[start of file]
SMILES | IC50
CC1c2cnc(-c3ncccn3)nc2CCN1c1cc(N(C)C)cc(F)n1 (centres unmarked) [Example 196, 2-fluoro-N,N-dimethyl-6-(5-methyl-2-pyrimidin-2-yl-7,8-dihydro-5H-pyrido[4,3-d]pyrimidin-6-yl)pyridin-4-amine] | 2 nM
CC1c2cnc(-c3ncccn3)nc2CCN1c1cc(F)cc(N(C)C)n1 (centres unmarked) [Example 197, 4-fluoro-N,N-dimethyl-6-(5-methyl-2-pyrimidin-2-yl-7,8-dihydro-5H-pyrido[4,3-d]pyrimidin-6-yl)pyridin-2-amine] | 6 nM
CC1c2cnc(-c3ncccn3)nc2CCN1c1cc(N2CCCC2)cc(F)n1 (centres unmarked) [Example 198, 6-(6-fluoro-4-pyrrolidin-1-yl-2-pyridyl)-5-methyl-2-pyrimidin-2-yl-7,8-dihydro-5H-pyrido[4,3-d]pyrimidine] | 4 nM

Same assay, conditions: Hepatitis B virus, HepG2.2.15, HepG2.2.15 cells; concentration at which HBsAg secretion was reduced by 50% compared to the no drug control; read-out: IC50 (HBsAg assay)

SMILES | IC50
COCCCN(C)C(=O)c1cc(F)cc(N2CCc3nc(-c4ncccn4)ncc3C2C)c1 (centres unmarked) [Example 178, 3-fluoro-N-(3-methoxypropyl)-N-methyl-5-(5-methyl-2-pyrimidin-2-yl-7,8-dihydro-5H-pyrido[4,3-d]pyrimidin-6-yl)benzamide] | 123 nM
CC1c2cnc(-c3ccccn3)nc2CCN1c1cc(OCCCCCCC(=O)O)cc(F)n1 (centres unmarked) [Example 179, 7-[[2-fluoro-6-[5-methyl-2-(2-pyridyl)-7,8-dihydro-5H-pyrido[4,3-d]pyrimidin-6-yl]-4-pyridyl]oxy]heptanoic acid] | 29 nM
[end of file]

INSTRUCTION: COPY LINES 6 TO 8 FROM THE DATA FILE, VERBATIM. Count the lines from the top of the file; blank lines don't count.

SMILES | IC50
COCCCN(C)C(=O)c1cc(F)cc(N2CCc3nc(-c4ncccn4)ncc3C2C)c1 (centres unmarked) [Example 178, 3-fluoro-N-(3-methoxypropyl)-N-methyl-5-(5-methyl-2-pyrimidin-2-yl-7,8-dihydro-5H-pyrido[4,3-d]pyrimidin-6-yl)benzamide] | 123 nM
CC1c2cnc(-c3ccccn3)nc2CCN1c1cc(OCCCCCCC(=O)O)cc(F)n1 (centres unmarked) [Example 179, 7-[[2-fluoro-6-[5-methyl-2-(2-pyridyl)-7,8-dihydro-5H-pyrido[4,3-d]pyrimidin-6-yl]-4-pyridyl]oxy]heptanoic acid] | 29 nM